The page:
Use a telephoto lens, and one with plenty of focal length, so you can remain at a safe distance, but still fill the frame with your subject.
Never run from a wild animal, especially if you come upon each other without warning. The animal is likely to consider you prey and it will behave like a predator chasing its prey…and not to look at your photographs! The best strategy is to back slowly from the animal. Some experts suggest that you should try to make yourself look larger, so the animal will perceive you as prey too large to confront.
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Never feed animals or leave food for them simply to position them for great shots. They are apt to follow you thinking you are a source of food…and they are not likely to distinguish between the food you leave and the tastiness of your leg.
Add a can of pepper spray to your wildlife photography gear. Reserve its use for an actual attack, so as an animal charges, you won’t miss.
Even the smallest scratch or injury you sustain from an animal should be medically treated immediately. Animals carry diseases and bacteria that can easily create a serious infection.
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Have you seen the video of the wild African lioness sniffing the man zone of a photographer standing beside his photo vehicle? If not, then click on the link in this article. YOU WON’T BELIEVE YOUR EYES! You’ll be happy that the only cat you ever photograph is a pet!
An experienced wildlife photographer was on assignment in the Okavango Delta in Botswana early one morning. He had been following and photographing a pride of lions. After a time, the pride passed his photography vehicle and wandered some distance away…all except for one curious lioness.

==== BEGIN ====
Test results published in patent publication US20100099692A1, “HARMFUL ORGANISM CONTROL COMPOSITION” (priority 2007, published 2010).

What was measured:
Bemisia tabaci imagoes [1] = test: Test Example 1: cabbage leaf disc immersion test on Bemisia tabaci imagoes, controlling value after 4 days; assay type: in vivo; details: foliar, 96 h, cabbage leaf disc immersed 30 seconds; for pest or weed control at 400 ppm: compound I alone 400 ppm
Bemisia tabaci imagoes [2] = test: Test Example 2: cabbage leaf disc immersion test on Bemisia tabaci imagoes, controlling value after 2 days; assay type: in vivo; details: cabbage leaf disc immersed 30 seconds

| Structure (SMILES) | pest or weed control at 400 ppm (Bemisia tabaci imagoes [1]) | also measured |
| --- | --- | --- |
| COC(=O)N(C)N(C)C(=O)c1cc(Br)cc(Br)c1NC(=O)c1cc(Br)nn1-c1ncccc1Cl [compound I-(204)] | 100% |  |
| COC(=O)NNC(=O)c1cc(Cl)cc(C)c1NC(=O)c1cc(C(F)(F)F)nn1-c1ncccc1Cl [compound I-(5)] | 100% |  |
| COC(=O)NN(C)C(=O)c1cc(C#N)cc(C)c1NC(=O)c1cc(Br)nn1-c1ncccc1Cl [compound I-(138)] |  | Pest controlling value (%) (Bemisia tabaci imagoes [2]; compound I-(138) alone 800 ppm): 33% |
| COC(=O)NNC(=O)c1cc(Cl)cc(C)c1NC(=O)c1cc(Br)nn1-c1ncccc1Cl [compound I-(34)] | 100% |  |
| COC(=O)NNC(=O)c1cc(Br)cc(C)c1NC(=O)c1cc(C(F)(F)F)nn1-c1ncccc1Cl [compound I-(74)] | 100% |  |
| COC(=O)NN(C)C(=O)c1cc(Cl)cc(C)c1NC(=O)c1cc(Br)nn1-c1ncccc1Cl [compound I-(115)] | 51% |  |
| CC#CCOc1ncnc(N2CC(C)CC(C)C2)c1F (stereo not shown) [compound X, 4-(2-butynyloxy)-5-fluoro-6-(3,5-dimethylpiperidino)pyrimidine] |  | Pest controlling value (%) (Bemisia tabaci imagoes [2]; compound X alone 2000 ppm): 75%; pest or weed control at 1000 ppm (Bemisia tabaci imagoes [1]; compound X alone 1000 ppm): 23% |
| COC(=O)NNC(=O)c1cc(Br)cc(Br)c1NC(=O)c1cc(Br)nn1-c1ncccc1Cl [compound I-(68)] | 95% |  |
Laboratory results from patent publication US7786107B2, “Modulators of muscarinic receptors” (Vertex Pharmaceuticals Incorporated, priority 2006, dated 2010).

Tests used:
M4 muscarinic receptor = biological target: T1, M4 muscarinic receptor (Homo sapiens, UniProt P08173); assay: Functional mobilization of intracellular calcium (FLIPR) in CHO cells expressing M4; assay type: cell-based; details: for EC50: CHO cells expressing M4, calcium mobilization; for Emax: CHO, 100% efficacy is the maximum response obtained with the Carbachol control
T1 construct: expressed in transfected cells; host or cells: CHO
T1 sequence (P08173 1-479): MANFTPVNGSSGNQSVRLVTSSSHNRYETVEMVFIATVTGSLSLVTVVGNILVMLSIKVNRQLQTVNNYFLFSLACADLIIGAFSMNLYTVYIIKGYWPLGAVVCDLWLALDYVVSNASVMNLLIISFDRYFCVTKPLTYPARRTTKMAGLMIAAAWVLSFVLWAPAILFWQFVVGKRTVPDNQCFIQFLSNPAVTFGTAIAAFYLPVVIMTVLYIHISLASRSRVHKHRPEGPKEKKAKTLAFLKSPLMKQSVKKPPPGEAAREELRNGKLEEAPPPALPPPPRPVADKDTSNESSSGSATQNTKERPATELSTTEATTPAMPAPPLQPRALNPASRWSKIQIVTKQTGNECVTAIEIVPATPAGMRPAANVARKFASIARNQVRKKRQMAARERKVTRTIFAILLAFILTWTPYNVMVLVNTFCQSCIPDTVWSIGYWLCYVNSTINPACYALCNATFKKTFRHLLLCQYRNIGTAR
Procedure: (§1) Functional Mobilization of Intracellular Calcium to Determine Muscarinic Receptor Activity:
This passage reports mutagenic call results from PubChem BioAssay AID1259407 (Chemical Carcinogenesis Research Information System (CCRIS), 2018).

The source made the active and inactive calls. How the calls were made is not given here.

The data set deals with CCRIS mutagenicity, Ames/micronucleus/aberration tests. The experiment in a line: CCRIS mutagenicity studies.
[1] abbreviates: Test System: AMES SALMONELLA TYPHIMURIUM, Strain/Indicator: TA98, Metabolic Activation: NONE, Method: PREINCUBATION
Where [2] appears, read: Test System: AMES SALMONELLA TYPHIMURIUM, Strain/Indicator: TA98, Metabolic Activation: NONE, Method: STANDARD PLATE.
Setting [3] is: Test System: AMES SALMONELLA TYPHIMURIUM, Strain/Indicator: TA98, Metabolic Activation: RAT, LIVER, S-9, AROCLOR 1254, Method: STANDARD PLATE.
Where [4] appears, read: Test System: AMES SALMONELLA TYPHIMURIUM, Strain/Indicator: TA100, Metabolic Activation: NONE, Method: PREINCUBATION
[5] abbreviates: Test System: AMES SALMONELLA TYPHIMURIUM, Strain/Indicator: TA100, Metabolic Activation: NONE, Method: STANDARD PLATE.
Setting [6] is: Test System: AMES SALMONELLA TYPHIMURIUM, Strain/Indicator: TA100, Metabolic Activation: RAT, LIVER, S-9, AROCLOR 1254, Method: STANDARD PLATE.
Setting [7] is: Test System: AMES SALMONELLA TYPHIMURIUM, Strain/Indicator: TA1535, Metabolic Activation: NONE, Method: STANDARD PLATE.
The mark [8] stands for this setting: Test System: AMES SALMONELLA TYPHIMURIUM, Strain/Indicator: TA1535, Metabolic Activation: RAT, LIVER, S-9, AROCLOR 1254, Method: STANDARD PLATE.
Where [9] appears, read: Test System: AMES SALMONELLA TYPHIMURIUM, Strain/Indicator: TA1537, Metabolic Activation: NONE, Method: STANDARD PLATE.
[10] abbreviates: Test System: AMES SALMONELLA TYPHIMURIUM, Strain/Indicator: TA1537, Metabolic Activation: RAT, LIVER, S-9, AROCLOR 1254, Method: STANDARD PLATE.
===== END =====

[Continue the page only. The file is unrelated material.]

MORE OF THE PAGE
The photographer was standing just outside the front door of the vehicle with a camera case at his feet. The lioness began to pass, but then paused as her attention was drawn to the case. She walked to it, and sniffed it, presumably determining that it held no interest for her. She then raised her head and sniffed the front of the photographer’s trousers. She obviously found him wanting as a mate or a meal and calmly turned and joined the rest of the pride. As you can imagine, the photographer was anything but calm.
The wildlife photographer in the video appears to be a professional that has often worked with wild animals in Africa. As he says in the video, he and his colleagues are always conscious of their safety and don’t want to have any impact on the animals, so their behavior is as natural as possible.
His “close encounter with the raw-meat-loving kind” is an excellent example of how you must be cautious whenever photographing in the wild.
Although the lion didn’t attack the photographer, she could have easily tried to tear open the equipment case and destroy expensive equipment…and the photographer couldn’t have done much about it!
You don’t need an adventure like his for your gear to be vulnerable to weather, wildlife and accidents when photographing wildlife. They’re all the reasons you need to make sure your gear is covered with the right insurance! Request your free quote HERE.
Check out: THE 19 MOST EXPENSIVE PHOTOGRAPHS EVER SOLD
Image credit: JohanSwan / 123RF Stock Photo
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